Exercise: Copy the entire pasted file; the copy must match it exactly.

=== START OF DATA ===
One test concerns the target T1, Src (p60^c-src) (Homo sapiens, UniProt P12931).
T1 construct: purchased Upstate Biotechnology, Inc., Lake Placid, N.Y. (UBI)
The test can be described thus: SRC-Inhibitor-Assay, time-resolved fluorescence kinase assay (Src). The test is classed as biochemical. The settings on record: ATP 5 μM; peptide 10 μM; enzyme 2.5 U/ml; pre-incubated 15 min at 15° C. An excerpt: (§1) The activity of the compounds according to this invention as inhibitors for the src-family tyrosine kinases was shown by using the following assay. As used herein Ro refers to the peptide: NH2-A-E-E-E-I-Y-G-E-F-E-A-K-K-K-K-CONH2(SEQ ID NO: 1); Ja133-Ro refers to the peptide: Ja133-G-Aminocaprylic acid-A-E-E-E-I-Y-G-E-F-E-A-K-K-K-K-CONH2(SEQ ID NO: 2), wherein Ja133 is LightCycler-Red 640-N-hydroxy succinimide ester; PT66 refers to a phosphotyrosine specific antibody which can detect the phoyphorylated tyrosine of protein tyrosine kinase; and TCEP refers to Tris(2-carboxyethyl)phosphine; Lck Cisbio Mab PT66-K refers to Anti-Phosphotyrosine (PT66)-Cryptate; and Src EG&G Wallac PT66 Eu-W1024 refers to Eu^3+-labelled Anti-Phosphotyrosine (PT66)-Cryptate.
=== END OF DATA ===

One test concerns the target T1, Src (p60^c-src) (Homo sapiens, UniProt P12931).
T1 construct: purchased Upstate Biotechnology, Inc., Lake Placid, N.Y. (UBI)
The test can be described thus: SRC-Inhibitor-Assay, time-resolved fluorescence kinase assay (Src). The test is classed as biochemical. The settings on record: ATP 5 μM; peptide 10 μM; enzyme 2.5 U/ml; pre-incubated 15 min at 15° C. An excerpt: (§1) The activity of the compounds according to this invention as inhibitors for the src-family tyrosine kinases was shown by using the following assay. As used herein Ro refers to the peptide: NH2-A-E-E-E-I-Y-G-E-F-E-A-K-K-K-K-CONH2(SEQ ID NO: 1); Ja133-Ro refers to the peptide: Ja133-G-Aminocaprylic acid-A-E-E-E-I-Y-G-E-F-E-A-K-K-K-K-CONH2(SEQ ID NO: 2), wherein Ja133 is LightCycler-Red 640-N-hydroxy succinimide ester; PT66 refers to a phosphotyrosine specific antibody which can detect the phoyphorylated tyrosine of protein tyrosine kinase; and TCEP refers to Tris(2-carboxyethyl)phosphine; Lck Cisbio Mab PT66-K refers to Anti-Phosphotyrosine (PT66)-Cryptate; and Src EG&G Wallac PT66 Eu-W1024 refers to Eu^3+-labelled Anti-Phosphotyrosine (PT66)-Cryptate.